The conversation turned mainly on the topic of fandom. Mr. Lenard was still trying to figure out why he was the center of such attention. He knew, of course, that Star Trek had become popular, and that Sarek and the Romulan Commander had been liked, but appreciation of one-episode characters in a series usually doesn't have enough impact to become appreciation of the actor and his work generally. Nevertheless, he commented, the letters he'd been getting recently had mentioned not just his work on Star Trek, but had included catalogues of his work on several shows.

(I don't know about other people, but I'm afraid I was acting out of snobbery in cataloguing the roles I'd soon Mr. Lenard play when I sent him a fan letter—I'd wanted to make it clear I wasn't just a trekkie in love with Spock and therefore with all things Vulcan, especially Spock's father, but rather a sophisticated, mature admirer of good acting wherever it appears. Which I hope is true — but I'm in love with Sarek anyway.)


His appearance won't hurt any [in his roles], either. He is one of the most beautiful men I've ever seen in my life. He doesn't look much like Sarek, except for the bone structure. Colonel Kessler had the closest thing to his own face. His hair is black, flecked with grey (and curly — putting bangs on Sarek must have driven the hairdresser nuts). His great, warm brown eyes are guaranteed to melt any trekkie into a helpless pool of protoplasm. He has deep laugh lines at the corners of his eyes, but no circles under his eyes — clean living, Karen says. He is perhaps forty and tremendously magnetic. He doesn't act much like Sarek, either. You've never seen Sarek laugh. But Mr. Lenard was laughing all the time he was with us; part sheer disbelief, part delight, part natural exuberance. He is (dare I say it?) even more charming than Gene Roddenberry.


I showed him the file cards from the Concordance on the Commander and Sarek, and he autographed them. Reading through Sarek's card, he said, "'102.437 years precisely'—did I say that?" "You said that," I assured him. "It's on the tape." "Well, if I said so...102.437 years precisely." He dropped into character in mid-sentence and gave us the line in Sarek's voice. He demonstrated the Vulcan salute and told us about the makeup problems involved in playing Vulcans: when he'd done the Commander they'd shaved the outer halves of his eyebrows and it'd taken them six weeks to grow back. When it came to doing Sarek, he put his foot down: he had an assignment as an Earthman next week! So they covered his eyebrows with tape and makeup.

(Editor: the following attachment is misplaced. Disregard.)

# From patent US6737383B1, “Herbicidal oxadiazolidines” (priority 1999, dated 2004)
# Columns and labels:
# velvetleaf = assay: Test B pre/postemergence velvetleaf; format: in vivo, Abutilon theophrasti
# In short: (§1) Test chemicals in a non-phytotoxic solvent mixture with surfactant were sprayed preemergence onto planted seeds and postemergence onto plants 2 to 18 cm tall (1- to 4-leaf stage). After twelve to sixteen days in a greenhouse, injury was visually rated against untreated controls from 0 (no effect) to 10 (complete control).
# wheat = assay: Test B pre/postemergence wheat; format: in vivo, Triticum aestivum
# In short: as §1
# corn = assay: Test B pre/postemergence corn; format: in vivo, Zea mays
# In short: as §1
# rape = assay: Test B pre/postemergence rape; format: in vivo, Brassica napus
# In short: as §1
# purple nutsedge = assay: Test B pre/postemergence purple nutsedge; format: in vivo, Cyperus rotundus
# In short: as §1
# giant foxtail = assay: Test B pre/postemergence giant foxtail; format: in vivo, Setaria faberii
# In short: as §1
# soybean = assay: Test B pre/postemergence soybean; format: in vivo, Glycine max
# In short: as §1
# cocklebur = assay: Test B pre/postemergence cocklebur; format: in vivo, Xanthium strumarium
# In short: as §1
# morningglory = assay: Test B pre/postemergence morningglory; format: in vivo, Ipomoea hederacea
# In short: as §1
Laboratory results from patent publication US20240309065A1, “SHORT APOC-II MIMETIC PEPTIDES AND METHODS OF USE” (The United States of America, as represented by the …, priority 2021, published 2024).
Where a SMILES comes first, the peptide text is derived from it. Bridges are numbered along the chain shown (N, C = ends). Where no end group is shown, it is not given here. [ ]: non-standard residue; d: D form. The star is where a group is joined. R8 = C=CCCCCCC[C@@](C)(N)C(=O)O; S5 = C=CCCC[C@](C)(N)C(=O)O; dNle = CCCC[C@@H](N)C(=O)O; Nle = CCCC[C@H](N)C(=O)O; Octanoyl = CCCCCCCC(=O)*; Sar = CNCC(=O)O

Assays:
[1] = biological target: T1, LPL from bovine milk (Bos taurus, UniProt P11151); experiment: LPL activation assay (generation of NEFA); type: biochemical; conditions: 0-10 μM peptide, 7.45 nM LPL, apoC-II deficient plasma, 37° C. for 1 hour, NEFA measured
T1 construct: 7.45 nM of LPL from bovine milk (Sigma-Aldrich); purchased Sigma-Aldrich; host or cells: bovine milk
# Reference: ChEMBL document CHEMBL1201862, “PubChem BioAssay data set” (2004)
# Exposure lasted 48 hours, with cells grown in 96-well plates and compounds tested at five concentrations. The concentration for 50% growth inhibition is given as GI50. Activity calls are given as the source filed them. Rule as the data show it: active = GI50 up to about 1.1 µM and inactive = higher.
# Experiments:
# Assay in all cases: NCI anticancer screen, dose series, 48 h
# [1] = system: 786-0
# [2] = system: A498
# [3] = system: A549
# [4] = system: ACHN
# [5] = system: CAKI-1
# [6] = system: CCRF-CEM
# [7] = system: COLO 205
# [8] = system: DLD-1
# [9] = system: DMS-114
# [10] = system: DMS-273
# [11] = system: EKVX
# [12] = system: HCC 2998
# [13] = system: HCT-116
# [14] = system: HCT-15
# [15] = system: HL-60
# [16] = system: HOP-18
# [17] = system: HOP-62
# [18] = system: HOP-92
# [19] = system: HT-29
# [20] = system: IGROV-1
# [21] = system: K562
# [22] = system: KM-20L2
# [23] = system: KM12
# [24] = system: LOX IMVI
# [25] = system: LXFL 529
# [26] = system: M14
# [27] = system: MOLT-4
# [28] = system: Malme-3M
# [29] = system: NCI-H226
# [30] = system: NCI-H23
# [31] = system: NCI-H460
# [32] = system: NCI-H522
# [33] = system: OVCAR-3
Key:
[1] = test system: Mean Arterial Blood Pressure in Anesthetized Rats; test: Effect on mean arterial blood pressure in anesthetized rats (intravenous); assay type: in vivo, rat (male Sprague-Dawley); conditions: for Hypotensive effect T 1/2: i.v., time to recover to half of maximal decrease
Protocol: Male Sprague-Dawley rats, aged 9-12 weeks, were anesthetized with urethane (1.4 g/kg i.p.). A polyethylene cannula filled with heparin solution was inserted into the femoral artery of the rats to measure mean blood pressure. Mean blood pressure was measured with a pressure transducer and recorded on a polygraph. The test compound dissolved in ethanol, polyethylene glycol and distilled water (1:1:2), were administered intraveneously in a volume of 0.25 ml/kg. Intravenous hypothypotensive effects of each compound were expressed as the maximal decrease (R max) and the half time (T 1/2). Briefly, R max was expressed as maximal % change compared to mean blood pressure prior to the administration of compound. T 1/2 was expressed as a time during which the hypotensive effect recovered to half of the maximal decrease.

[Dorothy]: He gave us his agent's address so that we could write to him. We drove him back to the theatre, where he'd left his car, and watched him stroll away. Then Karen, Astrid and I began to scheme. While down in the backstage area waiting for him, we'd seen a rehearsal schedule for the following day. Why not, Karen said, show up there with some pictures for him to see of the Save Star Trek demonstration in San Francisco?

The next day Poul took Karen to the zoo; that left Astrid and me to scurry over to the theatre and discover that the rehearsal was a mile or so away at Estonian Hall. What's a mile? We walked.

Actually, we would have done better to stay home. Rather than the run-through-the-second-act-for-polish rehearsal I'd hoped for, the director was going through Puck's part line by line to help him feel it better.

Mr. Lenard was mainly feeding him cues—and we had no business being there. But we couldn't bear to go away again, so we covered in a doorway being as inconspicuous as possible. The director looked at us once and ignored us. Mr. Lenard caught sight of us and shook his head with a "these-crazy-kids" expression. After the rehearsal he came out and gave us a gentle chewing out for being there. But he was flattered, the more so when he learned that we'd come first by taxi and then on foot. "All rignt," he said, "get in my jalopy and I'll drive you home." And he did.

"I suppose I'll be seeing you at Columbia Ranch?" he said as he got us out of the car. And now that we know where "Brides" is being shot, he undoubtedly will.

[Ruth]: Sunday afternoon I went to a picnic held by a Tolkien society, and excited members informed me that Scotty might come for part of the picnic. I to feel as if Star Trek were chasing me all over Los Angeles. James Doohan and his wife Anita came and stayed for about an hour. I don't know if they like Tolkien (I think they came out of curiosity to see the costumes and such like), but the Tolkien fans all turned out to be Star Trek fans and clustered around him eagerly. After the picnic I returned to the Trimbles', watched Leonard Nimoy on Gramophone to Groovy, (a special on popular music) singing "Gentle On My Mind" and "Cotton Candy", and took Dorothy to the airport.

It was a "Dream" of a weekend.